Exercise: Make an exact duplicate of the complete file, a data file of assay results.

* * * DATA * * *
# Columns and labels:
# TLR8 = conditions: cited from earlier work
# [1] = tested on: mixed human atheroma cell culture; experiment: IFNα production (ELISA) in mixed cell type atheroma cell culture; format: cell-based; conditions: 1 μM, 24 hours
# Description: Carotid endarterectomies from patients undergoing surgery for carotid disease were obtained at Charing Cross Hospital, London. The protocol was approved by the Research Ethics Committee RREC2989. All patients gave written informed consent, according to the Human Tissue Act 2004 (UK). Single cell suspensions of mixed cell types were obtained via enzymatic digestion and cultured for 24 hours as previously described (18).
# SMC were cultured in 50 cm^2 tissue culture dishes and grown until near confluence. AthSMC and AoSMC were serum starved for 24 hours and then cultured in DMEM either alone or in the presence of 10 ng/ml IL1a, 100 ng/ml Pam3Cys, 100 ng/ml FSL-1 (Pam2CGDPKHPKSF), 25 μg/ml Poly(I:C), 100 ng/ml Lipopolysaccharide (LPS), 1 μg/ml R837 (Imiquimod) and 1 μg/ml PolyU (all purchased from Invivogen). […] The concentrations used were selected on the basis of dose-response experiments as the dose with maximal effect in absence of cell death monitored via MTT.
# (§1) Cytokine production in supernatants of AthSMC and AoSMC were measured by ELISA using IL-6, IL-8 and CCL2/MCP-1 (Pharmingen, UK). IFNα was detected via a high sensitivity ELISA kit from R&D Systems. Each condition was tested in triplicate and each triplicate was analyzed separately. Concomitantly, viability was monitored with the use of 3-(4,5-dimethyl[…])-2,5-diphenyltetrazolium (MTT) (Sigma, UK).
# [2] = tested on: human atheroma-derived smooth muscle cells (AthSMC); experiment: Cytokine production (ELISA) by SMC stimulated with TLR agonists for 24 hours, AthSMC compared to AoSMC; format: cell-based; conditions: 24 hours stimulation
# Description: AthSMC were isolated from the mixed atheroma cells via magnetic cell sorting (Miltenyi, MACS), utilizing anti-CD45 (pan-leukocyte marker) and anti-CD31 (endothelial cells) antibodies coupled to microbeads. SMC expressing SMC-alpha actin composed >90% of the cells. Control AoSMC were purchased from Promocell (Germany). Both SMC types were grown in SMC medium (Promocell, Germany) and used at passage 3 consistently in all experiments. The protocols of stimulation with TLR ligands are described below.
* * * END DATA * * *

# Columns and labels:
# TLR8 = conditions: cited from earlier work
# [1] = tested on: mixed human atheroma cell culture; experiment: IFNα production (ELISA) in mixed cell type atheroma cell culture; format: cell-based; conditions: 1 μM, 24 hours
# Description: Carotid endarterectomies from patients undergoing surgery for carotid disease were obtained at Charing Cross Hospital, London. The protocol was approved by the Research Ethics Committee RREC2989. All patients gave written informed consent, according to the Human Tissue Act 2004 (UK). Single cell suspensions of mixed cell types were obtained via enzymatic digestion and cultured for 24 hours as previously described (18).
# SMC were cultured in 50 cm^2 tissue culture dishes and grown until near confluence. AthSMC and AoSMC were serum starved for 24 hours and then cultured in DMEM either alone or in the presence of 10 ng/ml IL1a, 100 ng/ml Pam3Cys, 100 ng/ml FSL-1 (Pam2CGDPKHPKSF), 25 μg/ml Poly(I:C), 100 ng/ml Lipopolysaccharide (LPS), 1 μg/ml R837 (Imiquimod) and 1 μg/ml PolyU (all purchased from Invivogen). […] The concentrations used were selected on the basis of dose-response experiments as the dose with maximal effect in absence of cell death monitored via MTT.
# (§1) Cytokine production in supernatants of AthSMC and AoSMC were measured by ELISA using IL-6, IL-8 and CCL2/MCP-1 (Pharmingen, UK). IFNα was detected via a high sensitivity ELISA kit from R&D Systems. Each condition was tested in triplicate and each triplicate was analyzed separately. Concomitantly, viability was monitored with the use of 3-(4,5-dimethyl[…])-2,5-diphenyltetrazolium (MTT) (Sigma, UK).
# [2] = tested on: human atheroma-derived smooth muscle cells (AthSMC); experiment: Cytokine production (ELISA) by SMC stimulated with TLR agonists for 24 hours, AthSMC compared to AoSMC; format: cell-based; conditions: 24 hours stimulation
# Description: AthSMC were isolated from the mixed atheroma cells via magnetic cell sorting (Miltenyi, MACS), utilizing anti-CD45 (pan-leukocyte marker) and anti-CD31 (endothelial cells) antibodies coupled to microbeads. SMC expressing SMC-alpha actin composed >90% of the cells. Control AoSMC were purchased from Promocell (Germany). Both SMC types were grown in SMC medium (Promocell, Germany) and used at passage 3 consistently in all experiments. The protocols of stimulation with TLR ligands are described below.